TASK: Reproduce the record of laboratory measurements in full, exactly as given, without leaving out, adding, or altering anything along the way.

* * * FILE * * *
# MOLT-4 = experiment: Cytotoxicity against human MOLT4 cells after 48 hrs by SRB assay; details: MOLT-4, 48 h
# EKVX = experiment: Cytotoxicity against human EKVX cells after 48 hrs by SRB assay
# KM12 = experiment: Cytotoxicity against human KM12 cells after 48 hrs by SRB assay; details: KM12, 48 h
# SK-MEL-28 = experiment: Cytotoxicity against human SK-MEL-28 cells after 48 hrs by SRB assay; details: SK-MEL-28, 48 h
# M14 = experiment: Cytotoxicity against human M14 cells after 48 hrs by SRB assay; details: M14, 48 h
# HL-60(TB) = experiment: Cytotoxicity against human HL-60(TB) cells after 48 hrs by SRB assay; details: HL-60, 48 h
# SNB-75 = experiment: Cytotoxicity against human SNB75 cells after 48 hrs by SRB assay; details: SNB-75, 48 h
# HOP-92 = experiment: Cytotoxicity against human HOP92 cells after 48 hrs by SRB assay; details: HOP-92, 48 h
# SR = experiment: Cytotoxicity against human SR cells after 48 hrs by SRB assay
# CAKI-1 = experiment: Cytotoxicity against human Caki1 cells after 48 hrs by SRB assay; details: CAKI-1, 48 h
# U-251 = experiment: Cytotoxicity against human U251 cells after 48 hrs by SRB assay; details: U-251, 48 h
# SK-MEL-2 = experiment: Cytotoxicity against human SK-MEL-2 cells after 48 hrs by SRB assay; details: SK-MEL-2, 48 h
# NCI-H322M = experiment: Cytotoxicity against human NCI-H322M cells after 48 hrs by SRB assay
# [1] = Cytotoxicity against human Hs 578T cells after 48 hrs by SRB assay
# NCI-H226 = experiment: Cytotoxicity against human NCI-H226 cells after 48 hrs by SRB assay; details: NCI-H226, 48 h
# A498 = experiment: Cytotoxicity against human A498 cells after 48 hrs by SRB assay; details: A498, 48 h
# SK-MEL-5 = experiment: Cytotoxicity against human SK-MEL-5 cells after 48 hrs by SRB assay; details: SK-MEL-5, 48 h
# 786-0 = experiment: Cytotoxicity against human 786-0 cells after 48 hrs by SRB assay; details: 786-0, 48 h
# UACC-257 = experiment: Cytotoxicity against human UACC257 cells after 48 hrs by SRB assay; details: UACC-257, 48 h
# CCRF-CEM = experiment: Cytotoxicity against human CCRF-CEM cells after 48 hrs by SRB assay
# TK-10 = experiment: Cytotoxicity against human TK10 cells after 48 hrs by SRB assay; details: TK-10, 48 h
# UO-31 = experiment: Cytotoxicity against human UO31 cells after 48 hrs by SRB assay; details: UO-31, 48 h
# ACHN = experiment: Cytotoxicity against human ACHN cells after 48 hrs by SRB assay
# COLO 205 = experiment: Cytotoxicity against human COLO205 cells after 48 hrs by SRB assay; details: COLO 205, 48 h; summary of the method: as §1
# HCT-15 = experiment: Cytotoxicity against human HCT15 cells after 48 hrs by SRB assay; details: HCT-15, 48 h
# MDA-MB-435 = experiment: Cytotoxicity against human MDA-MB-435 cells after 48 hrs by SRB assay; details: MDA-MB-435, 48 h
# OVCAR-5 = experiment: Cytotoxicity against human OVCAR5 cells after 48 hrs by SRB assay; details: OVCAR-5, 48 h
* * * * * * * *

# MOLT-4 = experiment: Cytotoxicity against human MOLT4 cells after 48 hrs by SRB assay; details: MOLT-4, 48 h
# EKVX = experiment: Cytotoxicity against human EKVX cells after 48 hrs by SRB assay
# KM12 = experiment: Cytotoxicity against human KM12 cells after 48 hrs by SRB assay; details: KM12, 48 h
# SK-MEL-28 = experiment: Cytotoxicity against human SK-MEL-28 cells after 48 hrs by SRB assay; details: SK-MEL-28, 48 h
# M14 = experiment: Cytotoxicity against human M14 cells after 48 hrs by SRB assay; details: M14, 48 h
# HL-60(TB) = experiment: Cytotoxicity against human HL-60(TB) cells after 48 hrs by SRB assay; details: HL-60, 48 h
# SNB-75 = experiment: Cytotoxicity against human SNB75 cells after 48 hrs by SRB assay; details: SNB-75, 48 h
# HOP-92 = experiment: Cytotoxicity against human HOP92 cells after 48 hrs by SRB assay; details: HOP-92, 48 h
# SR = experiment: Cytotoxicity against human SR cells after 48 hrs by SRB assay
# CAKI-1 = experiment: Cytotoxicity against human Caki1 cells after 48 hrs by SRB assay; details: CAKI-1, 48 h
# U-251 = experiment: Cytotoxicity against human U251 cells after 48 hrs by SRB assay; details: U-251, 48 h
# SK-MEL-2 = experiment: Cytotoxicity against human SK-MEL-2 cells after 48 hrs by SRB assay; details: SK-MEL-2, 48 h
# NCI-H322M = experiment: Cytotoxicity against human NCI-H322M cells after 48 hrs by SRB assay
# [1] = Cytotoxicity against human Hs 578T cells after 48 hrs by SRB assay
# NCI-H226 = experiment: Cytotoxicity against human NCI-H226 cells after 48 hrs by SRB assay; details: NCI-H226, 48 h
# A498 = experiment: Cytotoxicity against human A498 cells after 48 hrs by SRB assay; details: A498, 48 h
# SK-MEL-5 = experiment: Cytotoxicity against human SK-MEL-5 cells after 48 hrs by SRB assay; details: SK-MEL-5, 48 h
# 786-0 = experiment: Cytotoxicity against human 786-0 cells after 48 hrs by SRB assay; details: 786-0, 48 h
# UACC-257 = experiment: Cytotoxicity against human UACC257 cells after 48 hrs by SRB assay; details: UACC-257, 48 h
# CCRF-CEM = experiment: Cytotoxicity against human CCRF-CEM cells after 48 hrs by SRB assay
# TK-10 = experiment: Cytotoxicity against human TK10 cells after 48 hrs by SRB assay; details: TK-10, 48 h
# UO-31 = experiment: Cytotoxicity against human UO31 cells after 48 hrs by SRB assay; details: UO-31, 48 h
# ACHN = experiment: Cytotoxicity against human ACHN cells after 48 hrs by SRB assay
# COLO 205 = experiment: Cytotoxicity against human COLO205 cells after 48 hrs by SRB assay; details: COLO 205, 48 h; summary of the method: as §1
# HCT-15 = experiment: Cytotoxicity against human HCT15 cells after 48 hrs by SRB assay; details: HCT-15, 48 h
# MDA-MB-435 = experiment: Cytotoxicity against human MDA-MB-435 cells after 48 hrs by SRB assay; details: MDA-MB-435, 48 h
# OVCAR-5 = experiment: Cytotoxicity against human OVCAR5 cells after 48 hrs by SRB assay; details: OVCAR-5, 48 h